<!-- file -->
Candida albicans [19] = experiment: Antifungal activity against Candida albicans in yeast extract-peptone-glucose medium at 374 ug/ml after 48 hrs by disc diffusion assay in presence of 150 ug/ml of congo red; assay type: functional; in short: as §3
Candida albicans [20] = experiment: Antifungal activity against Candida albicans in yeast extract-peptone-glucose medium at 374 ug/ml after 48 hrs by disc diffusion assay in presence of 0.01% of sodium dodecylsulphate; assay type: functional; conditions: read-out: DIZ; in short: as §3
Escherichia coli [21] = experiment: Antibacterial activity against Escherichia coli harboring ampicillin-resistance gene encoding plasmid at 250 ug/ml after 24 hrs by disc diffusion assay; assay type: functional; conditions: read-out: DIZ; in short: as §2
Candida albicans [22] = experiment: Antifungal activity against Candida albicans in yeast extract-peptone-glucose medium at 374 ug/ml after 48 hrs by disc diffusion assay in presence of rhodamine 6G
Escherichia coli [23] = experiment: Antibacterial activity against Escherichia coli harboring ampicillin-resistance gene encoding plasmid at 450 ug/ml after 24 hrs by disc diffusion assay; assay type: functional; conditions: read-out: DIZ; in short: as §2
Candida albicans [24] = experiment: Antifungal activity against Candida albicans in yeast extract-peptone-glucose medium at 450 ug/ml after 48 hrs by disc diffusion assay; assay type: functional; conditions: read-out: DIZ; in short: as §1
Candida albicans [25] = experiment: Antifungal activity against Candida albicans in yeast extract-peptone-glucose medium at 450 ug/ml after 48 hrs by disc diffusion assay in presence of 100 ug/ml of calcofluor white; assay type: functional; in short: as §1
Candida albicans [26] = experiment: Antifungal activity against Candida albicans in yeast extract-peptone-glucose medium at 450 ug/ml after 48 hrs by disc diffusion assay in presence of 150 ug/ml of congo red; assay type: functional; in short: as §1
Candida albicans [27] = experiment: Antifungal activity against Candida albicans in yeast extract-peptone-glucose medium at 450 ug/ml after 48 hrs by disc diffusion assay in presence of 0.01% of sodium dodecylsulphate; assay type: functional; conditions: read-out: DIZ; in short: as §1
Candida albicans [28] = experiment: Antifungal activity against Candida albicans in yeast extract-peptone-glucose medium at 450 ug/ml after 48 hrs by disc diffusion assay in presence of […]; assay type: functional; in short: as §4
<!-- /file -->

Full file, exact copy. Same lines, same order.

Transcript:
Candida albicans [19] = experiment: Antifungal activity against Candida albicans in yeast extract-peptone-glucose medium at 374 ug/ml after 48 hrs by disc diffusion assay in presence of 150 ug/ml of congo red; assay type: functional; in short: as §3
Candida albicans [20] = experiment: Antifungal activity against Candida albicans in yeast extract-peptone-glucose medium at 374 ug/ml after 48 hrs by disc diffusion assay in presence of 0.01% of sodium dodecylsulphate; assay type: functional; conditions: read-out: DIZ; in short: as §3
Escherichia coli [21] = experiment: Antibacterial activity against Escherichia coli harboring ampicillin-resistance gene encoding plasmid at 250 ug/ml after 24 hrs by disc diffusion assay; assay type: functional; conditions: read-out: DIZ; in short: as §2
Candida albicans [22] = experiment: Antifungal activity against Candida albicans in yeast extract-peptone-glucose medium at 374 ug/ml after 48 hrs by disc diffusion assay in presence of rhodamine 6G
Escherichia coli [23] = experiment: Antibacterial activity against Escherichia coli harboring ampicillin-resistance gene encoding plasmid at 450 ug/ml after 24 hrs by disc diffusion assay; assay type: functional; conditions: read-out: DIZ; in short: as §2
Candida albicans [24] = experiment: Antifungal activity against Candida albicans in yeast extract-peptone-glucose medium at 450 ug/ml after 48 hrs by disc diffusion assay; assay type: functional; conditions: read-out: DIZ; in short: as §1
Candida albicans [25] = experiment: Antifungal activity against Candida albicans in yeast extract-peptone-glucose medium at 450 ug/ml after 48 hrs by disc diffusion assay in presence of 100 ug/ml of calcofluor white; assay type: functional; in short: as §1
Candida albicans [26] = experiment: Antifungal activity against Candida albicans in yeast extract-peptone-glucose medium at 450 ug/ml after 48 hrs by disc diffusion assay in presence of 150 ug/ml of congo red; assay type: functional; in short: as §1
Candida albicans [27] = experiment: Antifungal activity against Candida albicans in yeast extract-peptone-glucose medium at 450 ug/ml after 48 hrs by disc diffusion assay in presence of 0.01% of sodium dodecylsulphate; assay type: functional; conditions: read-out: DIZ; in short: as §1
Candida albicans [28] = experiment: Antifungal activity against Candida albicans in yeast extract-peptone-glucose medium at 450 ug/ml after 48 hrs by disc diffusion assay in presence of […]; assay type: functional; in short: as §4